Incense burner (koro)
late 17th century
Hard-paste porcelain painted with cobalt blue under and colored enamels over transparent glaze (Hizen ware; Kakiemon type)
Height: 4 1/8 in. (10.5 cm)
The Hans Syz Collection, Gift of Stephan B. Syz and John D. Syz, 1995
The gift of the Hans Syz Collection endows the Museum with nearly three hundred examples of European and Asian ceramics meticulously acquired by Dr. Syz to chart the migration of models and patterns from East to West. Documenting a continuous process of influence and adaptation, these pieces provide a discriminating review of the nuances of stylistic change resulting from three centuries of trade.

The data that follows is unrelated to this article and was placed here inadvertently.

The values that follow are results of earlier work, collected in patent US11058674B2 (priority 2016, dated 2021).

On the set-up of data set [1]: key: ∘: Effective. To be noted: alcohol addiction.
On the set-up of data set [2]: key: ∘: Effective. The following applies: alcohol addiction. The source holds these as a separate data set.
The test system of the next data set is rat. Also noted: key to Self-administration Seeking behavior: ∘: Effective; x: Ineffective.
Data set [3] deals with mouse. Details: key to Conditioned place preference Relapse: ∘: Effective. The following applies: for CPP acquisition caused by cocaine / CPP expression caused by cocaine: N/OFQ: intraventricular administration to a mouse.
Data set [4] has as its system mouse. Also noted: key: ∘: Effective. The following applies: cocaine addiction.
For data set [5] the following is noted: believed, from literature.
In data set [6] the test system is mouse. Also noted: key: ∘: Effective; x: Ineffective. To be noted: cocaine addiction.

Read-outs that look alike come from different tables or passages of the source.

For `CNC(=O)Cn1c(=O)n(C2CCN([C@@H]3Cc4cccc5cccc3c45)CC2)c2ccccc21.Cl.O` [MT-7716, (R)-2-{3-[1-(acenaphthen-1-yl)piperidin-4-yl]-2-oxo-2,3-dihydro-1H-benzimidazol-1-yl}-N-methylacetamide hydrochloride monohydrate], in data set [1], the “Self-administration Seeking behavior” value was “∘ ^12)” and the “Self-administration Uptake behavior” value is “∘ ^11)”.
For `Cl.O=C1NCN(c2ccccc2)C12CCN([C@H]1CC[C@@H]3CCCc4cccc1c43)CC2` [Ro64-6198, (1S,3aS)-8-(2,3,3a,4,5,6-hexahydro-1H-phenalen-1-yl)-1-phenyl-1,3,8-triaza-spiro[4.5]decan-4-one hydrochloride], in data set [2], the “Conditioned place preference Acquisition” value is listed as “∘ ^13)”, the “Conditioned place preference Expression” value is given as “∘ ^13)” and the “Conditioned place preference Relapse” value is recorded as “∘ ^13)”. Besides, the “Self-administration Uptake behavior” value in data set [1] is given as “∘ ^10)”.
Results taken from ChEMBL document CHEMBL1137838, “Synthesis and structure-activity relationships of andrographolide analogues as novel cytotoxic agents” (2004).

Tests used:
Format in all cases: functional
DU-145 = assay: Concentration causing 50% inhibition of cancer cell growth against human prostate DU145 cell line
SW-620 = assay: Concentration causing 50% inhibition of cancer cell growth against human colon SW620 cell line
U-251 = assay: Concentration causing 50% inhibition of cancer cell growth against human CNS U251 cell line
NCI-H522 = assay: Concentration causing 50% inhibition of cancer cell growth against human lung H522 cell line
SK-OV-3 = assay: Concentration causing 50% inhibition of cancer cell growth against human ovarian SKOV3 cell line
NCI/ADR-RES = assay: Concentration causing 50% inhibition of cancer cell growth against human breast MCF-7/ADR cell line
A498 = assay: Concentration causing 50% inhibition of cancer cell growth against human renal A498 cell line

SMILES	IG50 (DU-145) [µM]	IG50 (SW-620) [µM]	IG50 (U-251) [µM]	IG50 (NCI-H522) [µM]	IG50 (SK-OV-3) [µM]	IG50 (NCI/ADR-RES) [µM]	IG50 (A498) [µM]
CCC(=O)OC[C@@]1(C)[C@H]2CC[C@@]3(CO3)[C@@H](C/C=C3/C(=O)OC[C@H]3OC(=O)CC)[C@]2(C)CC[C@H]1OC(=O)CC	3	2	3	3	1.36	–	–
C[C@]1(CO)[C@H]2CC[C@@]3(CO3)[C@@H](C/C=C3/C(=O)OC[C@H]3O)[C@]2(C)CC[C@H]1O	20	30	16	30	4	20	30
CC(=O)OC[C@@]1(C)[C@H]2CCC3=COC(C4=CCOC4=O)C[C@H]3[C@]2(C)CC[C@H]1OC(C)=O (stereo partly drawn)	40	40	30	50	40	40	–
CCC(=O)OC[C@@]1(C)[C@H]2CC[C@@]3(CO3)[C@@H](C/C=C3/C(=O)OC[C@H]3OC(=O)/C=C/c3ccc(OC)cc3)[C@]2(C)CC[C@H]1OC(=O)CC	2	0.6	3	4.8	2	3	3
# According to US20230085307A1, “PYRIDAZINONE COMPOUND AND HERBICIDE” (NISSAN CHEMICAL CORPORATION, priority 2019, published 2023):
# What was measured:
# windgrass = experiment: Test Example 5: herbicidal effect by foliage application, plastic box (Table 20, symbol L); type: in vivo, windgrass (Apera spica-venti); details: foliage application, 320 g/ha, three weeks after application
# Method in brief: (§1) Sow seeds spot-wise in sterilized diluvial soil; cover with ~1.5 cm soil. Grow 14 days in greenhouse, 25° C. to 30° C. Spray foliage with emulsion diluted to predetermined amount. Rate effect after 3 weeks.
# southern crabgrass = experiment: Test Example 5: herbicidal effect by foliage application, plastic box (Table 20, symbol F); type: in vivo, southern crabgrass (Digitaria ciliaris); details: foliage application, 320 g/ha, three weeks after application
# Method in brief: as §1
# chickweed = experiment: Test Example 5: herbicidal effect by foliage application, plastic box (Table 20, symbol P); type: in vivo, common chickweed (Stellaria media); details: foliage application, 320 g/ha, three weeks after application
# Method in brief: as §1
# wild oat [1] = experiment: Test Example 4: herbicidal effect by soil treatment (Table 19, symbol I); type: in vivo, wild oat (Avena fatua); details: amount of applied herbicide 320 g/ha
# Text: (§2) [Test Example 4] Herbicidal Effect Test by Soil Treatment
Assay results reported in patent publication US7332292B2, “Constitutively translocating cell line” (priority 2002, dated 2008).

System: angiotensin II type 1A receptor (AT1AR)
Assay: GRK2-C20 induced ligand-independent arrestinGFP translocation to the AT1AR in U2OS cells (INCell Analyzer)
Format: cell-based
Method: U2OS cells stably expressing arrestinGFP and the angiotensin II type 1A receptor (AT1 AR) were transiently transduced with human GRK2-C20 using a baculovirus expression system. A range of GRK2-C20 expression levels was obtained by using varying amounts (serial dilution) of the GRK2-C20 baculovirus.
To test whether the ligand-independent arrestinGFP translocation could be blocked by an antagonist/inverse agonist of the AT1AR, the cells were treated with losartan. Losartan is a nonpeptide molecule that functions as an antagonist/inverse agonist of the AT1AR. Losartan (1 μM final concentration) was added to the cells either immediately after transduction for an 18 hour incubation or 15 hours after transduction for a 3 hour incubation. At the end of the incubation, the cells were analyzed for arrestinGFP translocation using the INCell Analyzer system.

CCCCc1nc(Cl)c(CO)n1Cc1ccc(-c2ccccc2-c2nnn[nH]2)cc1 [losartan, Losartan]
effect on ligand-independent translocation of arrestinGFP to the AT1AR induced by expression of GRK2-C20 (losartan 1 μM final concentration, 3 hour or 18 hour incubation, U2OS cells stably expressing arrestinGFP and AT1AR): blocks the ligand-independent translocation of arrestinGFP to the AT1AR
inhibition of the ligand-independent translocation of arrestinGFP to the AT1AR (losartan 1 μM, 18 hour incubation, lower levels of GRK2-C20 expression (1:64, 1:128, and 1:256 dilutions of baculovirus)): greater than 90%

Among the most telling comparisons is that of a Japanese incense burner (koro) and its Viennese counterpart. The Japanese model, finely enameled in a palette of light coral, green, and blue in the kakiemon style of late-seventeenth-century Japanese porcelain, is known to have been exported to Europe, as Augustus the Strong, elector of Saxony, acquired an example in 1723. While no records are known to survive from Du Paquier's factory, it is likely that the koro reached Vienna, as it had Dresden, through the intermediacy of a merchant. In Vienna Du Paquier boldly converted the Japanese form to a European one with new proportions, Baroque mask feet, European pastoral scenes.
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